Review Detail

Kids Fiction 1572
A Unique Combination
Overall rating
 
4.5
Plot/Characters/Writing Style
 
4.0
Illustrations/Photos (if applicable)
 
5.0
THE WAY A DOOR CLOSES is a perfect example of why novels in verse belong in our classroom libraries. At a slim 52 pages, it manages to meet many of my students' needs. Its length is not intimidating to developing readers; if it weren't for the cover illustration of adolescent boys, it could be confused with a picture book. Throughout the book are moving illustrations by Shane W. Evans, which may assist readers who are struggling to paint mental pictures of the story.

While the writing is simple and the length is short, it covers a heavy topic: what happens to a family when the father leaves. Author Hope Anita Smith begins the book with a portrait of a happy family, with thirteen-year-old CJ's observations of his life with his two siblings, parents, and grandmother. When CJ's father loses his job, he withdraws and then one day does not return. Smith handles the subject delicately, showing the repercussions for the family. His mother tries to move on, his grandmother holds the family together, and CJ tries to take on the role of the "man of the house." It isn't easy, but CJ maintain his loyalty to his father and believes he will return. I loved the section entitled, "Diamond in the Rough":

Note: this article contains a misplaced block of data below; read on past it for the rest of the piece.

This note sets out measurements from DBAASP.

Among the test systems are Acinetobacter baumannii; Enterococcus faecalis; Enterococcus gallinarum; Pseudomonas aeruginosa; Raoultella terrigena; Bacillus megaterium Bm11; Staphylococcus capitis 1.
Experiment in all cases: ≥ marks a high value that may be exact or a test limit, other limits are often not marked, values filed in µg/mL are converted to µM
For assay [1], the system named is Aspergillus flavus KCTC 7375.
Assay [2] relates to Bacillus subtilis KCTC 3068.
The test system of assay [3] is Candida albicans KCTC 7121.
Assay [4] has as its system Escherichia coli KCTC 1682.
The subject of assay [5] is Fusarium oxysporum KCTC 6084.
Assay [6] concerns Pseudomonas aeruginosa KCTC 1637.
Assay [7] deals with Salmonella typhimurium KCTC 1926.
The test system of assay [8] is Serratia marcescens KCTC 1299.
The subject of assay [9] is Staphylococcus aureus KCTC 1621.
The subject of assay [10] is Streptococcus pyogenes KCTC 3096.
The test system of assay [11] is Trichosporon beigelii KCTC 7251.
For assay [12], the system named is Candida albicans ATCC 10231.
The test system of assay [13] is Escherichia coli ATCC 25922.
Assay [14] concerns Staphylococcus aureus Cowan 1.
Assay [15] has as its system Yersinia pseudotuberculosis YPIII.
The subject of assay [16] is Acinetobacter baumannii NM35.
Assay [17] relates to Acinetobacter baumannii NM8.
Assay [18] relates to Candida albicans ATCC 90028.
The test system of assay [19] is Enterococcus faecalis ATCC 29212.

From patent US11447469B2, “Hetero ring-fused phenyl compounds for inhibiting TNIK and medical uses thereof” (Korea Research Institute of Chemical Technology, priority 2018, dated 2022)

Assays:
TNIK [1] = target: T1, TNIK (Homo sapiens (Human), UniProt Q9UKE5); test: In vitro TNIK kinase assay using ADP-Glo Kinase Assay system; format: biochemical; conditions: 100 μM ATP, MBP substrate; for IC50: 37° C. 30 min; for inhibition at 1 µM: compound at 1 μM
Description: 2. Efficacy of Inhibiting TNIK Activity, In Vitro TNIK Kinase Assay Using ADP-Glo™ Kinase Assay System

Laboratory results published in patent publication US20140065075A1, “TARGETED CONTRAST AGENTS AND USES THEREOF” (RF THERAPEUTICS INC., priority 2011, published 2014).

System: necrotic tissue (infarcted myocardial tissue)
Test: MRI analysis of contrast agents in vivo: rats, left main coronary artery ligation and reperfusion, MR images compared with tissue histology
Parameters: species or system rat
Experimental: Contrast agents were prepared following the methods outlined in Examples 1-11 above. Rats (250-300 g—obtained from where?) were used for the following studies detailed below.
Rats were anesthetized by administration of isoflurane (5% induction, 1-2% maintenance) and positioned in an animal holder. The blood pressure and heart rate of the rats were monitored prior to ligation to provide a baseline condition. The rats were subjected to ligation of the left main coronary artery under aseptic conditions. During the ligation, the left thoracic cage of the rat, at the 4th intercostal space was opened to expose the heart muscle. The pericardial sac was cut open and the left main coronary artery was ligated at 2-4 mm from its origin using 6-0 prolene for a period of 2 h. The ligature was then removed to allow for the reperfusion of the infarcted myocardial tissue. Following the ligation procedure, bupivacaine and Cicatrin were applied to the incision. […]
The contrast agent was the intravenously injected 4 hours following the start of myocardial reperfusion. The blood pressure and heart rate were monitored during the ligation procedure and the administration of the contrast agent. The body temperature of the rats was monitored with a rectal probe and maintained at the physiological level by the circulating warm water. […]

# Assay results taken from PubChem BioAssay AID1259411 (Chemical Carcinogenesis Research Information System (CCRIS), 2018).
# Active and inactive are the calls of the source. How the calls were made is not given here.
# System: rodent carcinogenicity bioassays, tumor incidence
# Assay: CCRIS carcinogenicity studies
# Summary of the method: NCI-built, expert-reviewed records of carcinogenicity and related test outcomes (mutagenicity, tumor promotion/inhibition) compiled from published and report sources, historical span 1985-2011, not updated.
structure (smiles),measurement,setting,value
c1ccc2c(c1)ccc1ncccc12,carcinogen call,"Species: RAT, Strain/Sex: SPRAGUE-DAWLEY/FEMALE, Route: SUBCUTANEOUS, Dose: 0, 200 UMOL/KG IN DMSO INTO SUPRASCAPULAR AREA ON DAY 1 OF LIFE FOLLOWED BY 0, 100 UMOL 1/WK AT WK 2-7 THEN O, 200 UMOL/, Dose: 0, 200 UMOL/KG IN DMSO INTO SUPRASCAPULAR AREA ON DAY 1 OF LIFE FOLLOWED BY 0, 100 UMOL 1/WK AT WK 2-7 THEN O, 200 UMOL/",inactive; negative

Daddy has always spoken loud
of being black and being proud
of honest pay for a job well done,
a father’s dream for his oldest son.
He gives me words, each one a gem,
words I wish someone had given him.

Smith treats the father with more generosity than he may deserve and it manages to be refreshing. Not all fathers who leave are gone forever. THE WAY A DOOR CLOSES does not delve into what the father's return means, but the sequel Keeping the Night Watch does.

THE WAY A DOOR CLOSES won the Coretta Scott King - John Steptoe New Talent Award and deserved it. I was touched by the struggles of CJ and his family, and hope that it can provide hope or solace for boys in similar situations.
Good Points
A common topic is addressed in a unique and fitting way
Great for the classroom
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